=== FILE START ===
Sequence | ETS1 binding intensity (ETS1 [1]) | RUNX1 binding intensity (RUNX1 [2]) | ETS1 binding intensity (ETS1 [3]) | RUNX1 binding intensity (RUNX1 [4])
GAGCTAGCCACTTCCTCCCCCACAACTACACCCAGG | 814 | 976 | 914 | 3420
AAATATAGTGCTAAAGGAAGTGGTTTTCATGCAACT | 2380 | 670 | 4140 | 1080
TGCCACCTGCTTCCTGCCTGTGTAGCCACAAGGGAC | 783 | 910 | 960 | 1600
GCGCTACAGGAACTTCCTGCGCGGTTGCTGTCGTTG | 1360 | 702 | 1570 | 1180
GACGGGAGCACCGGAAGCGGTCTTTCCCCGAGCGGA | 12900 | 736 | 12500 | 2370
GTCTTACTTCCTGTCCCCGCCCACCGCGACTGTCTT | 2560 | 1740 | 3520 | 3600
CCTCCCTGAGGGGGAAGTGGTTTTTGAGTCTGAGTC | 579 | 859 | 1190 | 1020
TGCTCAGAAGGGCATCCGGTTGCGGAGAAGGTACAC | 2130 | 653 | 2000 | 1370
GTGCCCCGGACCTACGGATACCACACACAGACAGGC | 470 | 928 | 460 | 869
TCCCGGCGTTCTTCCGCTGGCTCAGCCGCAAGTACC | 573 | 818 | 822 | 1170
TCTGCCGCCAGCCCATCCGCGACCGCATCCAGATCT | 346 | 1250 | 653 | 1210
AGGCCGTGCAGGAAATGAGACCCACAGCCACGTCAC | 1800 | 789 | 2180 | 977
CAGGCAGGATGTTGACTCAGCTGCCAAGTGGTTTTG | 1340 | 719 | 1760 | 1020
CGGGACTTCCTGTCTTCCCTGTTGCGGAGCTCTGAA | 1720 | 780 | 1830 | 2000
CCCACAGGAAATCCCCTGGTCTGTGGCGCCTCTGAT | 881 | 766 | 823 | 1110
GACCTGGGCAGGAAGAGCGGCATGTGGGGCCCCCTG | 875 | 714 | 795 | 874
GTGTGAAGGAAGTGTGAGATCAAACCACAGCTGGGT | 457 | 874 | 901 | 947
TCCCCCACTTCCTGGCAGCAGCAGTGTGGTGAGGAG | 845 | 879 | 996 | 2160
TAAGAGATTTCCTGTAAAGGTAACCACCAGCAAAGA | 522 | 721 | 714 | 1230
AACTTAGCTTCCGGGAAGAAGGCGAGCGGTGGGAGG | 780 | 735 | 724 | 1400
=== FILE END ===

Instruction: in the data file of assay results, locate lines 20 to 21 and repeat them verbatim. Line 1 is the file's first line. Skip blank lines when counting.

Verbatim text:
TAAGAGATTTCCTGTAAAGGTAACCACCAGCAAAGA | 522 | 721 | 714 | 1230
AACTTAGCTTCCGGGAAGAAGGCGAGCGGTGGGAGG | 780 | 735 | 724 | 1400